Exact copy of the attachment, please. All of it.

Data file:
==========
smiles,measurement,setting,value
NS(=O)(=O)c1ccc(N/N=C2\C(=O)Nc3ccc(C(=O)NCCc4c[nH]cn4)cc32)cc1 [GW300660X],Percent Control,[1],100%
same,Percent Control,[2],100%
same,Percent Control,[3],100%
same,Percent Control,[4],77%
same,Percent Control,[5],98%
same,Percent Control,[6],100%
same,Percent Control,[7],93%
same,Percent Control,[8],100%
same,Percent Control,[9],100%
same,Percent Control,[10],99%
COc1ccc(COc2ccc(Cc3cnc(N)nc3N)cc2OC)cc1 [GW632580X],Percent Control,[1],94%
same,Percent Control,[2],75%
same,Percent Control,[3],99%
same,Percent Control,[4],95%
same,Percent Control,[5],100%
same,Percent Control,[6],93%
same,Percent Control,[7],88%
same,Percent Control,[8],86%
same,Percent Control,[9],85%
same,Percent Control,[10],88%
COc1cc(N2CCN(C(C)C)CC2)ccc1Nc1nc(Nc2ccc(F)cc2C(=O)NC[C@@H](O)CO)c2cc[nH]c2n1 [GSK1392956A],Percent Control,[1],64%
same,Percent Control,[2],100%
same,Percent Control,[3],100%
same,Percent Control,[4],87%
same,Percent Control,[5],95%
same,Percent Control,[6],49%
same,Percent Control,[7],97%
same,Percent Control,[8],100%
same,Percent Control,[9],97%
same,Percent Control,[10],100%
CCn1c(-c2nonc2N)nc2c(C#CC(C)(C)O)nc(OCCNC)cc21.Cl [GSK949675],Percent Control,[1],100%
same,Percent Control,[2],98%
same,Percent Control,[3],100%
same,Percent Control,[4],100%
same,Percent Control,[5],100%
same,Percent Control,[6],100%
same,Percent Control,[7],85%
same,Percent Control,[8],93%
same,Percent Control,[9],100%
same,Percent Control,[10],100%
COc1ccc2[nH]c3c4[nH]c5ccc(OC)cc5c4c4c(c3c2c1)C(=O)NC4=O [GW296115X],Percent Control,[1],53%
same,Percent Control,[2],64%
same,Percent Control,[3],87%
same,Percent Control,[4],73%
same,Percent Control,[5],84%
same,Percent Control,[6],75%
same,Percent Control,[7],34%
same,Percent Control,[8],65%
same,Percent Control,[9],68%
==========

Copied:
smiles,measurement,setting,value
NS(=O)(=O)c1ccc(N/N=C2\C(=O)Nc3ccc(C(=O)NCCc4c[nH]cn4)cc32)cc1 [GW300660X],Percent Control,[1],100%
same,Percent Control,[2],100%
same,Percent Control,[3],100%
same,Percent Control,[4],77%
same,Percent Control,[5],98%
same,Percent Control,[6],100%
same,Percent Control,[7],93%
same,Percent Control,[8],100%
same,Percent Control,[9],100%
same,Percent Control,[10],99%
COc1ccc(COc2ccc(Cc3cnc(N)nc3N)cc2OC)cc1 [GW632580X],Percent Control,[1],94%
same,Percent Control,[2],75%
same,Percent Control,[3],99%
same,Percent Control,[4],95%
same,Percent Control,[5],100%
same,Percent Control,[6],93%
same,Percent Control,[7],88%
same,Percent Control,[8],86%
same,Percent Control,[9],85%
same,Percent Control,[10],88%
COc1cc(N2CCN(C(C)C)CC2)ccc1Nc1nc(Nc2ccc(F)cc2C(=O)NC[C@@H](O)CO)c2cc[nH]c2n1 [GSK1392956A],Percent Control,[1],64%
same,Percent Control,[2],100%
same,Percent Control,[3],100%
same,Percent Control,[4],87%
same,Percent Control,[5],95%
same,Percent Control,[6],49%
same,Percent Control,[7],97%
same,Percent Control,[8],100%
same,Percent Control,[9],97%
same,Percent Control,[10],100%
CCn1c(-c2nonc2N)nc2c(C#CC(C)(C)O)nc(OCCNC)cc21.Cl [GSK949675],Percent Control,[1],100%
same,Percent Control,[2],98%
same,Percent Control,[3],100%
same,Percent Control,[4],100%
same,Percent Control,[5],100%
same,Percent Control,[6],100%
same,Percent Control,[7],85%
same,Percent Control,[8],93%
same,Percent Control,[9],100%
same,Percent Control,[10],100%
COc1ccc2[nH]c3c4[nH]c5ccc(OC)cc5c4c4c(c3c2c1)C(=O)NC4=O [GW296115X],Percent Control,[1],53%
same,Percent Control,[2],64%
same,Percent Control,[3],87%
same,Percent Control,[4],73%
same,Percent Control,[5],84%
same,Percent Control,[6],75%
same,Percent Control,[7],34%
same,Percent Control,[8],65%
same,Percent Control,[9],68%